Eight major types of soil can be found on the Indian subcontinent. Each type is classified on the basis of the minerals it contains, the acidity levels of that particular soil, and the texture, color and general appearance of the soil.
Red soils are usually found in the dry regions of India with low rainfall, such as Andhra Pradesh, Bihar, Goa, Maharashtra, Karnataka and Tamil Nadu. Its red color is due to the high presence of iron oxides. These soils are low in lime, phosphorous and nitrogen. They have developed from metamorphic rocks.
Laterite soil is usually found in the tropical regions of Indian with heavy rainfall, such as the southern half of the Western Ghats and the Eastern Ghats on the coast of Orissa. Laterite soil contains high levels of iron and aluminum oxides, and clay with a low lime content, which results in a pH value of 5 to 6.
Alluvial soils are the most widely used for agriculture. They are found mostly in the northern plains distributed on the Indo-Gangetic plain and the Brahmaputra valley. Alluvial soil is low in nitrogen and phosphorous, and is sandy. It varies from lightish grey to dark in color.
Black soils are so called because of their dark color, which is due to the high value of phosphorus and lime, and the low nitrogen content present. The high clay content results in poor drainage and a neutral composition. This soil is ideal for the cultivation of cotton.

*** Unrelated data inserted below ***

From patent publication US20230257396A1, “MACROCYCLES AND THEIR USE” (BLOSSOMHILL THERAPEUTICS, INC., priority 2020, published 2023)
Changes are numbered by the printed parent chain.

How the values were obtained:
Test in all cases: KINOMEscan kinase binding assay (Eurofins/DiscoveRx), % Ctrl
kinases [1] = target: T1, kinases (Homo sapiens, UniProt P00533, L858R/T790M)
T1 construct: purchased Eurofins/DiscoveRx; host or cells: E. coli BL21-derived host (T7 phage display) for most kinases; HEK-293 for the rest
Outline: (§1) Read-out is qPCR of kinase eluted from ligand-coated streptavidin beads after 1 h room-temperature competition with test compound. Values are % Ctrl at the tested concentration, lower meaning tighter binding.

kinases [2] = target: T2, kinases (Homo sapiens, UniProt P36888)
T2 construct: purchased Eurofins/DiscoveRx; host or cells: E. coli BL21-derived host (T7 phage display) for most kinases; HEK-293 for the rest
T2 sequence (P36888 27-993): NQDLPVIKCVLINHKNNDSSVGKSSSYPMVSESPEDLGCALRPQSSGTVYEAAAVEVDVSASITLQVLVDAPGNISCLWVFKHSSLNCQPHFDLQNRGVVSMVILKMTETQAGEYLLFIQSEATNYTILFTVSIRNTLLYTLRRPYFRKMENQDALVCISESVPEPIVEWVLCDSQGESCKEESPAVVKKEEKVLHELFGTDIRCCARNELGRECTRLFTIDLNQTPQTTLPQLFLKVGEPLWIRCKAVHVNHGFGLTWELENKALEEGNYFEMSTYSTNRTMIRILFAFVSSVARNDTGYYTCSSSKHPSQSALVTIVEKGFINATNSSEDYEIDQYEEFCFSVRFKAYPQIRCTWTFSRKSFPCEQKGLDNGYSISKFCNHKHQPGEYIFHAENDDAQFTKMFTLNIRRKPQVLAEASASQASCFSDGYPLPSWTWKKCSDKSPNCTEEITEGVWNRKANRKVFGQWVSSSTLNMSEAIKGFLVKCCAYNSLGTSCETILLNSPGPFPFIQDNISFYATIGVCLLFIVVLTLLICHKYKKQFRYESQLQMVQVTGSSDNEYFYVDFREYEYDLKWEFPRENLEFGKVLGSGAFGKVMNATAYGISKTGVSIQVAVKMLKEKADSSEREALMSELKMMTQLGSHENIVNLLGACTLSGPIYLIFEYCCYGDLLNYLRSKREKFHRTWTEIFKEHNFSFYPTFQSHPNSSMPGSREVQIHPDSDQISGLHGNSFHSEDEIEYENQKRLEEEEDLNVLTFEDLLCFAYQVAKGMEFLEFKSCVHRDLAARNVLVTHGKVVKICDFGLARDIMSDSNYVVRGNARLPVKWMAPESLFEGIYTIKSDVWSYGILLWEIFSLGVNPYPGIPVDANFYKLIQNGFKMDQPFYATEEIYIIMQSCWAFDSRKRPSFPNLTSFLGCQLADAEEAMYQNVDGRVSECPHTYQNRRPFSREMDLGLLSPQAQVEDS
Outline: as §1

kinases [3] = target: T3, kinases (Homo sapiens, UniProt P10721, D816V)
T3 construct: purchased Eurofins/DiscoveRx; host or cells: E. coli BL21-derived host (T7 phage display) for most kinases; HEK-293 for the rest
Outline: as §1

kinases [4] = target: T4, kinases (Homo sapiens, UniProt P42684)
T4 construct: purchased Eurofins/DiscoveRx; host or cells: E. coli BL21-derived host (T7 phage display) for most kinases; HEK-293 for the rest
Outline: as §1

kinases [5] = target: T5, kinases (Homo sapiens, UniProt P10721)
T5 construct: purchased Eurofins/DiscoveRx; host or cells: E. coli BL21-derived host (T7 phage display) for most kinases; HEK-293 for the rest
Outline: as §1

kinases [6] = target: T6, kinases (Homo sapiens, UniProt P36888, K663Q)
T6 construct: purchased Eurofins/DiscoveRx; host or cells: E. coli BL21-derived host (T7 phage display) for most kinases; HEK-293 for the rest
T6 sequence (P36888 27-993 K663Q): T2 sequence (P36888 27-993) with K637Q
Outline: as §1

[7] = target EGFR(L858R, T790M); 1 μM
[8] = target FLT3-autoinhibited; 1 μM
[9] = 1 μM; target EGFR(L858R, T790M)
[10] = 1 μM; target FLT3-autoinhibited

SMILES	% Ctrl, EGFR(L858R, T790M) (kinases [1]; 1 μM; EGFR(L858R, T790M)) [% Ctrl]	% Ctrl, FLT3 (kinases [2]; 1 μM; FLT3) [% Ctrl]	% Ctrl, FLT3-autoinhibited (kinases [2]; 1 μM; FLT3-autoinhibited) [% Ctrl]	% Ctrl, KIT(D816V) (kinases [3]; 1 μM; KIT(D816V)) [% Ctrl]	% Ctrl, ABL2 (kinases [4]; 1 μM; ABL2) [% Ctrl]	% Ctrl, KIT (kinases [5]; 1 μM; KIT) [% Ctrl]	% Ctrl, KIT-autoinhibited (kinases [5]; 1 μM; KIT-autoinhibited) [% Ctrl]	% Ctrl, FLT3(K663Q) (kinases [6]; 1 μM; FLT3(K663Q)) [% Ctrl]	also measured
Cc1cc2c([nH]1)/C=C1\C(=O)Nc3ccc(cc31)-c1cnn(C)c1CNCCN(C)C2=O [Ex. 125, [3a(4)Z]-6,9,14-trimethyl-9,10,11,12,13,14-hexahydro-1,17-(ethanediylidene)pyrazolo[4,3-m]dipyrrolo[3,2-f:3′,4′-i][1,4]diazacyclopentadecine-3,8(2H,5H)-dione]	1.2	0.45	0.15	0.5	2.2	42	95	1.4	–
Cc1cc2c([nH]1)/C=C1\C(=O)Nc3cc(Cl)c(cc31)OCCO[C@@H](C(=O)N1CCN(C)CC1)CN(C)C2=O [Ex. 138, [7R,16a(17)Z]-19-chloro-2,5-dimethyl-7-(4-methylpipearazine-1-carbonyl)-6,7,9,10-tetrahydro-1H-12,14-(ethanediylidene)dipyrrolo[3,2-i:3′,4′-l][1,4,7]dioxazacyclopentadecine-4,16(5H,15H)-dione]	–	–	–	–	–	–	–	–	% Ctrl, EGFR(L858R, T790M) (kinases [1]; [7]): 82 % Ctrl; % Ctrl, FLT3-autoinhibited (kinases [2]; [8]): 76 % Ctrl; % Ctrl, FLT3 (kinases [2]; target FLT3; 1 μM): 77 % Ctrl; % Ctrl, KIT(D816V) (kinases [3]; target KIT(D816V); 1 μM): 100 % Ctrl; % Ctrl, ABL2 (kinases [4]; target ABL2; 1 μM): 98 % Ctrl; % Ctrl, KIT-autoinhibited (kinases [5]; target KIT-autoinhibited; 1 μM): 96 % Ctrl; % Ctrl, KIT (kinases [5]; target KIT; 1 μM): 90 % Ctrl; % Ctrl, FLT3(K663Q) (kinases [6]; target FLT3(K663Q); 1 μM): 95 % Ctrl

Mountain soil is found in the northern regions of India towards the Himalayas. This type of soil is slightly acidic with high humus content and is dark brown in color.
Desert soil contains high amounts of nitrate, phosphate and other soluble salts. As a result, this type of soil is very productive in the presence of water. The color varies from yellow red to light brown. Found in the states of Haryana, Punjab and Rajasthan, these soils have a pH of 8 to 8.5 with low nitrogen content.
Found on the coasts of Orissa and Kerala, sodic soil contains toxic salt levels and is highly acidic. The salt content is dominated by chlorides and sulfates, which affect plant growth. Sodic or alkaline soils contain exchangeable sodium salts.
Marshy soil remains submerged under water during the monsoons and also during the drier seasons. Rice is cultivated in marshy soil. It is found in highly humid regions and is highly acidic with a pH value of 3.5.